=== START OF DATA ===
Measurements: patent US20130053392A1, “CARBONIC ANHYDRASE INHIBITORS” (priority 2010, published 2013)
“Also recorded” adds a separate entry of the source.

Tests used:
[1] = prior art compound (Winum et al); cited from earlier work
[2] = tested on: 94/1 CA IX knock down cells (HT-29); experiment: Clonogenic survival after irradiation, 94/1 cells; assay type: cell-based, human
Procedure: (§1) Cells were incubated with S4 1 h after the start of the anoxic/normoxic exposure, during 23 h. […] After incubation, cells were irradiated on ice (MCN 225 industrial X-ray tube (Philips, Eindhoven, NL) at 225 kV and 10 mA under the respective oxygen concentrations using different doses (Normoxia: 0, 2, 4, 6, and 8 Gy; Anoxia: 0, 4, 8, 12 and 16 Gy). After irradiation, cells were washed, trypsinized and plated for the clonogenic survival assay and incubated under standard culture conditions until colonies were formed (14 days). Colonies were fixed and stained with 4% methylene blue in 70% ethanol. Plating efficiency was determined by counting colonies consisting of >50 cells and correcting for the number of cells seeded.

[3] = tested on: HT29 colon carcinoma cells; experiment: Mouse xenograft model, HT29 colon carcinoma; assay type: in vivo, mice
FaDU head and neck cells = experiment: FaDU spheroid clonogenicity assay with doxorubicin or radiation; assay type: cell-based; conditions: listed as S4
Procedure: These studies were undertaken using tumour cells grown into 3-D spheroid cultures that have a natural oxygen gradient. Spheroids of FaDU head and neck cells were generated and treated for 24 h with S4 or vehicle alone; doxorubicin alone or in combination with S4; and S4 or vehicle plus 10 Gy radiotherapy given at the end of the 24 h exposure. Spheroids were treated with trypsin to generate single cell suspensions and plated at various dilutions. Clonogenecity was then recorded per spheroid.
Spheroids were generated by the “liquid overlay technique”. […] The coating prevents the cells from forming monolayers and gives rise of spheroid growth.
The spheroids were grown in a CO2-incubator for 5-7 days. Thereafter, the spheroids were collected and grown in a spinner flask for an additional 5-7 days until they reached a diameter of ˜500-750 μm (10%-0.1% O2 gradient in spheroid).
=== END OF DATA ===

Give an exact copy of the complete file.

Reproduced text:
Measurements: patent US20130053392A1, “CARBONIC ANHYDRASE INHIBITORS” (priority 2010, published 2013)
“Also recorded” adds a separate entry of the source.

Tests used:
[1] = prior art compound (Winum et al); cited from earlier work
[2] = tested on: 94/1 CA IX knock down cells (HT-29); experiment: Clonogenic survival after irradiation, 94/1 cells; assay type: cell-based, human
Procedure: (§1) Cells were incubated with S4 1 h after the start of the anoxic/normoxic exposure, during 23 h. […] After incubation, cells were irradiated on ice (MCN 225 industrial X-ray tube (Philips, Eindhoven, NL) at 225 kV and 10 mA under the respective oxygen concentrations using different doses (Normoxia: 0, 2, 4, 6, and 8 Gy; Anoxia: 0, 4, 8, 12 and 16 Gy). After irradiation, cells were washed, trypsinized and plated for the clonogenic survival assay and incubated under standard culture conditions until colonies were formed (14 days). Colonies were fixed and stained with 4% methylene blue in 70% ethanol. Plating efficiency was determined by counting colonies consisting of >50 cells and correcting for the number of cells seeded.

[3] = tested on: HT29 colon carcinoma cells; experiment: Mouse xenograft model, HT29 colon carcinoma; assay type: in vivo, mice
FaDU head and neck cells = experiment: FaDU spheroid clonogenicity assay with doxorubicin or radiation; assay type: cell-based; conditions: listed as S4
Procedure: These studies were undertaken using tumour cells grown into 3-D spheroid cultures that have a natural oxygen gradient. Spheroids of FaDU head and neck cells were generated and treated for 24 h with S4 or vehicle alone; doxorubicin alone or in combination with S4; and S4 or vehicle plus 10 Gy radiotherapy given at the end of the 24 h exposure. Spheroids were treated with trypsin to generate single cell suspensions and plated at various dilutions. Clonogenecity was then recorded per spheroid.
Spheroids were generated by the “liquid overlay technique”. […] The coating prevents the cells from forming monolayers and gives rise of spheroid growth.
The spheroids were grown in a CO2-incubator for 5-7 days. Thereafter, the spheroids were collected and grown in a spinner flask for an additional 5-7 days until they reached a diameter of ˜500-750 μm (10%-0.1% O2 gradient in spheroid).